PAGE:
I HAD not expected my recent trip to Brussels, the capital of Belgium and headquarters of the European Union, to be marred by so many passer-bys criticising our Government’s stance on Brexit.

“But why come?” one teases. ”You’re all ready to go”. Another chides, “Of course the EU’s corrupt, but your government’s going about it all in the wrong way!”

Nevertheless, an unexpected sense of pride stirs as visit the site of the world famous Battle of Waterloo, a mere 10 miles south of the capital, where Wellington defeated Napoleon in 1815.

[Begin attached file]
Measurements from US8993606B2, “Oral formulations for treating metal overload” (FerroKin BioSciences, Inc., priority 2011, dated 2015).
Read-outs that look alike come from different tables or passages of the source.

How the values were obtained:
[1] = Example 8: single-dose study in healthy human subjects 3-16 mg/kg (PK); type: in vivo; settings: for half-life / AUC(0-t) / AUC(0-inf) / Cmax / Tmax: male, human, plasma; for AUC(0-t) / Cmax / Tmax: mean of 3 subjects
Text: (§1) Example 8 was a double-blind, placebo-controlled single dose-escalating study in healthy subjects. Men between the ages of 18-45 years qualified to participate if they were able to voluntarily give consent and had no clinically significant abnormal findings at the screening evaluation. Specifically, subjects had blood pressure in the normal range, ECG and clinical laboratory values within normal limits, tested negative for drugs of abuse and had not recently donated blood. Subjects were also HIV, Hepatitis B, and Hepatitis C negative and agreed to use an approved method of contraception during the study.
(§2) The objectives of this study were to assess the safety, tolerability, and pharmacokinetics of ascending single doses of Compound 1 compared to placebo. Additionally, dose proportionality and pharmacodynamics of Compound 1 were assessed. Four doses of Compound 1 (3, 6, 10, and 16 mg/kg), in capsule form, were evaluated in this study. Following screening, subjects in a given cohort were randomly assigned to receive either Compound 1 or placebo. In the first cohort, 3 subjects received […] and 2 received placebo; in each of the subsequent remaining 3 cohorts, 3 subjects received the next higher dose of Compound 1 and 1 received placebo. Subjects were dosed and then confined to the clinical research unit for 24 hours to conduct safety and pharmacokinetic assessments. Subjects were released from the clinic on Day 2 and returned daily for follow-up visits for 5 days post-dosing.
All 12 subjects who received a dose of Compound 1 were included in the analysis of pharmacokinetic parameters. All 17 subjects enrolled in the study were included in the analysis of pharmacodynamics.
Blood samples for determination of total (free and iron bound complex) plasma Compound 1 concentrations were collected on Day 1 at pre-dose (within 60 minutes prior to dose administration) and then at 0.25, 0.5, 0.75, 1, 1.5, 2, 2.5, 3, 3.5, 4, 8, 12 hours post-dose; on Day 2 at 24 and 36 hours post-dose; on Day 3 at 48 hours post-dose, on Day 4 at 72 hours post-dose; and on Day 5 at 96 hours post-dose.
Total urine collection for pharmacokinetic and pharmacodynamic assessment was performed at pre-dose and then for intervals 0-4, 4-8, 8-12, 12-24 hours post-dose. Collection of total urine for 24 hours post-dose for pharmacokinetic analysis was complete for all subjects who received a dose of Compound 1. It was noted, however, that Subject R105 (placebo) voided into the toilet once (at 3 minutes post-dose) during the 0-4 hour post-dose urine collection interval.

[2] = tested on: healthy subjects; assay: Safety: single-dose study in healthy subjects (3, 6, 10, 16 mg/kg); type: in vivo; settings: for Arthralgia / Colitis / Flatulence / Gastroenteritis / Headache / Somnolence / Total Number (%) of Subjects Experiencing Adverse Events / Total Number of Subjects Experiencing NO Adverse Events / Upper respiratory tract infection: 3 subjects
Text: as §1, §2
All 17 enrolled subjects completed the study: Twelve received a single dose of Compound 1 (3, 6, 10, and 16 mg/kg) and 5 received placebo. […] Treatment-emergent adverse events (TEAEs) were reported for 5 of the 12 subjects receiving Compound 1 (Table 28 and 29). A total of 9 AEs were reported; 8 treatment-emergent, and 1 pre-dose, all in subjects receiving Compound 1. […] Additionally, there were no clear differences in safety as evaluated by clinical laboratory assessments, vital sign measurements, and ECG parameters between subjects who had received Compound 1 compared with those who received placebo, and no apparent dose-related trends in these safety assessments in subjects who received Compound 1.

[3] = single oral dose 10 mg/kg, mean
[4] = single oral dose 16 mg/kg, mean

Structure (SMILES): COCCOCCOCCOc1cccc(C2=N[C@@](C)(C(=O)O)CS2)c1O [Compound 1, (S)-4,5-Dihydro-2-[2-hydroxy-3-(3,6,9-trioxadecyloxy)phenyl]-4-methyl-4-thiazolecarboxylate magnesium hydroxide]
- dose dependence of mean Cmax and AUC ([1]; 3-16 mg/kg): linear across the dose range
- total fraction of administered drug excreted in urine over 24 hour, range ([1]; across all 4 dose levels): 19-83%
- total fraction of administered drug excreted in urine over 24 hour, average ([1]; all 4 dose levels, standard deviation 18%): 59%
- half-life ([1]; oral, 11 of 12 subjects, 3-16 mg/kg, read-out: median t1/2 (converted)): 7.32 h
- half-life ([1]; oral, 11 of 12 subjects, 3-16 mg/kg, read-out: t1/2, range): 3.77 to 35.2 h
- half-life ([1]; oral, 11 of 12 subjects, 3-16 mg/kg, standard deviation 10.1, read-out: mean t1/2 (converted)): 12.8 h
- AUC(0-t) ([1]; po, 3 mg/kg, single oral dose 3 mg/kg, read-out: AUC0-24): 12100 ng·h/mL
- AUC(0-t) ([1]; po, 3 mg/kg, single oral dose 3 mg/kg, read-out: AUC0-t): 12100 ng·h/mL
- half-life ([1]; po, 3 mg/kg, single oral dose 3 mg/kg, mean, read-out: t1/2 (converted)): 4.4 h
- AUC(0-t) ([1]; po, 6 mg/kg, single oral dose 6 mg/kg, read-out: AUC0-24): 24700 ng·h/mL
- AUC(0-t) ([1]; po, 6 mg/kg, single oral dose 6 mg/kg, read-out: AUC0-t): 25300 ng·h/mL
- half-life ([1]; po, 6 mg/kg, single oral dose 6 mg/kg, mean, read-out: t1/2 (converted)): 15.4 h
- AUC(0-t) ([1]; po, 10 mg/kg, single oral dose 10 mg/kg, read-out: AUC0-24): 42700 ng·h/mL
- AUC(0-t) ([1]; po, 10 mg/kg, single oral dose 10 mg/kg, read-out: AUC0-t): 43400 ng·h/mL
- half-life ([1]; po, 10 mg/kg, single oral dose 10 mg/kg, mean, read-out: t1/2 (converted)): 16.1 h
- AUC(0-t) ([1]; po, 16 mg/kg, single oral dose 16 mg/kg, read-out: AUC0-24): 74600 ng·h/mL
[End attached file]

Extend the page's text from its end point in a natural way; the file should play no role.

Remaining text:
And in a true spirit of entente cordiale, I accompany a French family as we pay respect to the fallen of both nations.

If only all European friendships could be that simple and agreeable. The EU’s many problems and financial inefficiencies are well catalogued, but I still believe that we are all stronger together.

Perhaps I am biased because I can trace Belgian blood in my family from the 1840’s when distant relatives from Liege eventually settled in Bury.

Is it any wonder that I count down the days to March 29, the day that the United Kingdom is intending to leave the European Union, with regret?

After all, our bonds are deeper than we might want to admit.

John C Mather